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May 1, 2011

ETFs Outpace Indices

By Peter Chapman

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Trading in options on exchange-traded funds is soaring. Based on data provided by the Options Clearing Corp., volume in ETF options is ripping this year, outpacing that of rival index products. Market volatility and good liquidity play a large role. 

Kevin Fischer

"We've seen a huge influx recently into ETF products because of volatility," Kevin Fischer, head of block trading in the options department at Interactive Brokers/Timber Hill, said at a recent industry conference.

Volatility spiked in mid-March due to the crises in Japan and Libya, sending options on the SPY ETF, for instance, soaring. But the recent cycle in volatility has been under way since June 2007, according to analysts at MKM Partners. That's spawned interest in ETF options for hedging and speculating.

For the first three months of 2011, ETF option volume is up by 37 percent, compared to the same period last year, according to the OCC. At the same time, volume growth in index options, a competitor product, has been considerably slower, coming in at about 6 percent. ETF options and index options are similar-the underlying ETFs often track indices-and compete with each other to a certain extent.

See Chart: ETF Surge

The surge continues a multiyear trend. Trading in options on ETFs took off in 2007 in the midst of the financial crisis, rising from an average 1.8 million contracts per day in that year's first quarter to 6 million contracts per day in this year's first quarter. Daily ETF contract volume now dominates index volume, which hit 1.2 million contracts a day in the first quarter.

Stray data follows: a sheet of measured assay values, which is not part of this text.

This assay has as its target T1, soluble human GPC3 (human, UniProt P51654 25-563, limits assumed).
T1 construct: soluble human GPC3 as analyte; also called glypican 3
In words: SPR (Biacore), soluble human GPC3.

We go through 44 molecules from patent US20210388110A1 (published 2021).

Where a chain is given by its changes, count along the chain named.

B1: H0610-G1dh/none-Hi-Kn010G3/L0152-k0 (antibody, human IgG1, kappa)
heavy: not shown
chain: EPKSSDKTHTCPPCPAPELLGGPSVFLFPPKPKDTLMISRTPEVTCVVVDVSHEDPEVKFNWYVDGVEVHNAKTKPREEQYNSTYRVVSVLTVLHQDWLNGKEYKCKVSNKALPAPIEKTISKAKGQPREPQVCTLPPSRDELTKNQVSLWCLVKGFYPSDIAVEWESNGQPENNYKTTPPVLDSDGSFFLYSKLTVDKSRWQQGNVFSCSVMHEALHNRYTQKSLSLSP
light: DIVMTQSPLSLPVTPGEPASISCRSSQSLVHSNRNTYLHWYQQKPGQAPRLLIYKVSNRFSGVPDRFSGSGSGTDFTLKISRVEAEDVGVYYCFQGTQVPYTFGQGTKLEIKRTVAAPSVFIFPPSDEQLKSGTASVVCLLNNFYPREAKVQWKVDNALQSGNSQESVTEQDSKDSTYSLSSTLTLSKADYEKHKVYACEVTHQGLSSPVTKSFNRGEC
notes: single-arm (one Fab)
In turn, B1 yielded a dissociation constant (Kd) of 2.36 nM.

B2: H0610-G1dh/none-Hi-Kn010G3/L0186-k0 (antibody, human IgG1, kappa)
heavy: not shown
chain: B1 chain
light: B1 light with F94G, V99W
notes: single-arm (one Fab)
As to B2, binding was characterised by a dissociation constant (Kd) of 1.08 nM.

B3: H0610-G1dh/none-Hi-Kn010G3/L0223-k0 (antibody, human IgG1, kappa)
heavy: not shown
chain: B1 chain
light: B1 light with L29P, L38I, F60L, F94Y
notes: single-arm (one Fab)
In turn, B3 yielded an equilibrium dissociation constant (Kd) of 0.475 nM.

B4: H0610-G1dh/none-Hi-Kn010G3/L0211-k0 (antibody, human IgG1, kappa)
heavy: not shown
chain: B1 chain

Sources say much of the rise in ETF options trading is due to worried retail customers hedging their portfolios. Others note the contracts have become popular with hedge funds or high-frequency traders due to the ability to trade them electronically. OCC data suggest it is the largest traders that are driving volume. During a recent week in April, trades of 50 contracts or more made up two-thirds of all customer volume.

Doug Engmann, formerly head of equities at Newedge and a 30-year veteran of the options industry, attributes the growth in ETF options to two factors: strong growth in the underlying ETFs themselves and a preference for trading the options on the S&P 500 ETF over those on the S&P 500 Index.

Strong demand for the underlying ETFs stems from investors feeling more comfortable trading in entire sectors rather than individual securities, Engmann explained. All the activity around ETF trading, in turn, has generated interest in trading ETF options. "The fact that there's so much interest in the underlying creates interest in the option," Engmann said. "It appeals to people taking opinions about the ETFs and the volatility in the ETFs."